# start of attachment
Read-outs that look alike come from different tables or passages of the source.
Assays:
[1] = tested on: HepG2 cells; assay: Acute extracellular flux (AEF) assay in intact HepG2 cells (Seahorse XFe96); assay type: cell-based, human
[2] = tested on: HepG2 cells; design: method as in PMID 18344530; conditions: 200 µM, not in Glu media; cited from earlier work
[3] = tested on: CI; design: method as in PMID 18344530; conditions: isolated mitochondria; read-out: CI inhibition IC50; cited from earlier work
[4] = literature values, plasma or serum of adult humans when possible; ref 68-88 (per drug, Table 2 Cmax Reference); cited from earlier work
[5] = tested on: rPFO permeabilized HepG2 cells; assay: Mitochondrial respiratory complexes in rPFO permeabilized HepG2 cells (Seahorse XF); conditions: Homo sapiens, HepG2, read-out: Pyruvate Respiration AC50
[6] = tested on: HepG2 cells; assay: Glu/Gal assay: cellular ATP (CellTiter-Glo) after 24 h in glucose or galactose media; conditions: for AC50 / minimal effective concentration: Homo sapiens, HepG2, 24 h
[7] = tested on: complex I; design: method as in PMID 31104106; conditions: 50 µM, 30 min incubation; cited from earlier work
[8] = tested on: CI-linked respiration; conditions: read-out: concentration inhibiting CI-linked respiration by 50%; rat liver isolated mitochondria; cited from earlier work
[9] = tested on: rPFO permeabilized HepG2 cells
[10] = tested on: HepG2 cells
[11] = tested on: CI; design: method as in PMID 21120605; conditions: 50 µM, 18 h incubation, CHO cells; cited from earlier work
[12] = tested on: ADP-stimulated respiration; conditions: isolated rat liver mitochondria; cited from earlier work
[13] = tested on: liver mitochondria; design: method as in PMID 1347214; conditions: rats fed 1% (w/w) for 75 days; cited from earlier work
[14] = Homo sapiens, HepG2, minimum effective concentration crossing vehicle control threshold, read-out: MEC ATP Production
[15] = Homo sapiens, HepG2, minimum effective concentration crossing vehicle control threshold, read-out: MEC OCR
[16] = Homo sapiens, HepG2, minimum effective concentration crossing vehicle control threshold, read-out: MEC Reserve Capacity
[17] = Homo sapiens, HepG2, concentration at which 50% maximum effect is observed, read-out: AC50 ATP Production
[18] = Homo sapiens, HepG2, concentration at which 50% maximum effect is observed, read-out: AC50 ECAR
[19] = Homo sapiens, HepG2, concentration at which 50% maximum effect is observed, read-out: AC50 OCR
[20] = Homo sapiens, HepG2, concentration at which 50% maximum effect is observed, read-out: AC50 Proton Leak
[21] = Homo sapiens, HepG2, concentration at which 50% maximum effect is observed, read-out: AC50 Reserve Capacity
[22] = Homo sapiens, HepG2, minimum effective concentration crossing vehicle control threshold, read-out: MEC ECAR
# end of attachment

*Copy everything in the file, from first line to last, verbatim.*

Read-outs that look alike come from different tables or passages of the source.
Assays:
[1] = tested on: HepG2 cells; assay: Acute extracellular flux (AEF) assay in intact HepG2 cells (Seahorse XFe96); assay type: cell-based, human
[2] = tested on: HepG2 cells; design: method as in PMID 18344530; conditions: 200 µM, not in Glu media; cited from earlier work
[3] = tested on: CI; design: method as in PMID 18344530; conditions: isolated mitochondria; read-out: CI inhibition IC50; cited from earlier work
[4] = literature values, plasma or serum of adult humans when possible; ref 68-88 (per drug, Table 2 Cmax Reference); cited from earlier work
[5] = tested on: rPFO permeabilized HepG2 cells; assay: Mitochondrial respiratory complexes in rPFO permeabilized HepG2 cells (Seahorse XF); conditions: Homo sapiens, HepG2, read-out: Pyruvate Respiration AC50
[6] = tested on: HepG2 cells; assay: Glu/Gal assay: cellular ATP (CellTiter-Glo) after 24 h in glucose or galactose media; conditions: for AC50 / minimal effective concentration: Homo sapiens, HepG2, 24 h
[7] = tested on: complex I; design: method as in PMID 31104106; conditions: 50 µM, 30 min incubation; cited from earlier work
[8] = tested on: CI-linked respiration; conditions: read-out: concentration inhibiting CI-linked respiration by 50%; rat liver isolated mitochondria; cited from earlier work
[9] = tested on: rPFO permeabilized HepG2 cells
[10] = tested on: HepG2 cells
[11] = tested on: CI; design: method as in PMID 21120605; conditions: 50 µM, 18 h incubation, CHO cells; cited from earlier work
[12] = tested on: ADP-stimulated respiration; conditions: isolated rat liver mitochondria; cited from earlier work
[13] = tested on: liver mitochondria; design: method as in PMID 1347214; conditions: rats fed 1% (w/w) for 75 days; cited from earlier work
[14] = Homo sapiens, HepG2, minimum effective concentration crossing vehicle control threshold, read-out: MEC ATP Production
[15] = Homo sapiens, HepG2, minimum effective concentration crossing vehicle control threshold, read-out: MEC OCR
[16] = Homo sapiens, HepG2, minimum effective concentration crossing vehicle control threshold, read-out: MEC Reserve Capacity
[17] = Homo sapiens, HepG2, concentration at which 50% maximum effect is observed, read-out: AC50 ATP Production
[18] = Homo sapiens, HepG2, concentration at which 50% maximum effect is observed, read-out: AC50 ECAR
[19] = Homo sapiens, HepG2, concentration at which 50% maximum effect is observed, read-out: AC50 OCR
[20] = Homo sapiens, HepG2, concentration at which 50% maximum effect is observed, read-out: AC50 Proton Leak
[21] = Homo sapiens, HepG2, concentration at which 50% maximum effect is observed, read-out: AC50 Reserve Capacity
[22] = Homo sapiens, HepG2, minimum effective concentration crossing vehicle control threshold, read-out: MEC ECAR